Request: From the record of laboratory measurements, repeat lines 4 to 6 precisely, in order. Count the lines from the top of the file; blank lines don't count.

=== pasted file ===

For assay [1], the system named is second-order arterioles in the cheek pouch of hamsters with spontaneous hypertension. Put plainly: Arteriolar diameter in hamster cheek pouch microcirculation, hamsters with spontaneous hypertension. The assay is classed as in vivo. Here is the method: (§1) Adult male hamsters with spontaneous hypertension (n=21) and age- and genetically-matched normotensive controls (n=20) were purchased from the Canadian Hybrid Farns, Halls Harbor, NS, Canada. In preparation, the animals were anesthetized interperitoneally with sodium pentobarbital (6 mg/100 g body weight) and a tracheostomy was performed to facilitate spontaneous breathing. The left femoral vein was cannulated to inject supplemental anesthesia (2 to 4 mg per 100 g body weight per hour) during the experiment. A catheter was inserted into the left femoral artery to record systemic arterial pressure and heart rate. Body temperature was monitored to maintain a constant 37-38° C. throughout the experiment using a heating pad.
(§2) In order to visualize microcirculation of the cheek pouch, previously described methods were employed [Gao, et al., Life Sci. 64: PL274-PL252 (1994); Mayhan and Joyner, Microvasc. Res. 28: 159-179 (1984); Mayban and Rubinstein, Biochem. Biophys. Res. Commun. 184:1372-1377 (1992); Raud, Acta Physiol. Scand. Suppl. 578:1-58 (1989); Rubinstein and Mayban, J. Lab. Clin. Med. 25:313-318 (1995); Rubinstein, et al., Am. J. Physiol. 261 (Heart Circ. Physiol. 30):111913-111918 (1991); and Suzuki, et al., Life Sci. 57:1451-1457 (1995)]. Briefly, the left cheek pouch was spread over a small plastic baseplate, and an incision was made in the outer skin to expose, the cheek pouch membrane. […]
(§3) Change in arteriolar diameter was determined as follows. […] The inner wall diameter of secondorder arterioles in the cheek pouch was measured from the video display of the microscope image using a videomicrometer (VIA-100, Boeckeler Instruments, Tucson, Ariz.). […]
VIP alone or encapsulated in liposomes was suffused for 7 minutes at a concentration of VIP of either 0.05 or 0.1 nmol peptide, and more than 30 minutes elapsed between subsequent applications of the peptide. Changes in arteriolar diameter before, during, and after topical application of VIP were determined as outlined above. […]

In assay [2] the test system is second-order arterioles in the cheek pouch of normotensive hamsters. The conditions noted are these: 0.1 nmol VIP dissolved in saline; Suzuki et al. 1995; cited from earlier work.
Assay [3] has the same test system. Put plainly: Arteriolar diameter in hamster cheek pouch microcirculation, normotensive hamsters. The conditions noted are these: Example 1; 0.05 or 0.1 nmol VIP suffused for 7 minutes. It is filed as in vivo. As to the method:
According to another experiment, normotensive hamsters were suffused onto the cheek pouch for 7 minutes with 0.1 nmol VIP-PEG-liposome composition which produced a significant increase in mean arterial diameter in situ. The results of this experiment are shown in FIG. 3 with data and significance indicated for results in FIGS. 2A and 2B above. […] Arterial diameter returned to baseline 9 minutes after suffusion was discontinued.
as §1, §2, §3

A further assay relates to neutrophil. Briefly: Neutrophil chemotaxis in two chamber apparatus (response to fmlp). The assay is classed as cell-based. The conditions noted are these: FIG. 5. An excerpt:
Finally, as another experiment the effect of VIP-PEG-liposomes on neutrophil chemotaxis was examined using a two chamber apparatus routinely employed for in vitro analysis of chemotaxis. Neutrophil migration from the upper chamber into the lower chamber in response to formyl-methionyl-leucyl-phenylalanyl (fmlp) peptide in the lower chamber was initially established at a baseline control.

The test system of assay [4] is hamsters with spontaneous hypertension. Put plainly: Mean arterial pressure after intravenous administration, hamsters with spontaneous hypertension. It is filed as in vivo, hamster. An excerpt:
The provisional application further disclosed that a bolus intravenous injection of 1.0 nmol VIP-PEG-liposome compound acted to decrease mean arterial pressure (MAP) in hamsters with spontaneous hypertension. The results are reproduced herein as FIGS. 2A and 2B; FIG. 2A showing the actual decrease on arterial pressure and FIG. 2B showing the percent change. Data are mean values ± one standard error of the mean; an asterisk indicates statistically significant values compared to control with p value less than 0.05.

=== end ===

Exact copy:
VIP alone or encapsulated in liposomes was suffused for 7 minutes at a concentration of VIP of either 0.05 or 0.1 nmol peptide, and more than 30 minutes elapsed between subsequent applications of the peptide. Changes in arteriolar diameter before, during, and after topical application of VIP were determined as outlined above. […]

In assay [2] the test system is second-order arterioles in the cheek pouch of normotensive hamsters. The conditions noted are these: 0.1 nmol VIP dissolved in saline; Suzuki et al. 1995; cited from earlier work.
Assay [3] has the same test system. Put plainly: Arteriolar diameter in hamster cheek pouch microcirculation, normotensive hamsters. The conditions noted are these: Example 1; 0.05 or 0.1 nmol VIP suffused for 7 minutes. It is filed as in vivo. As to the method: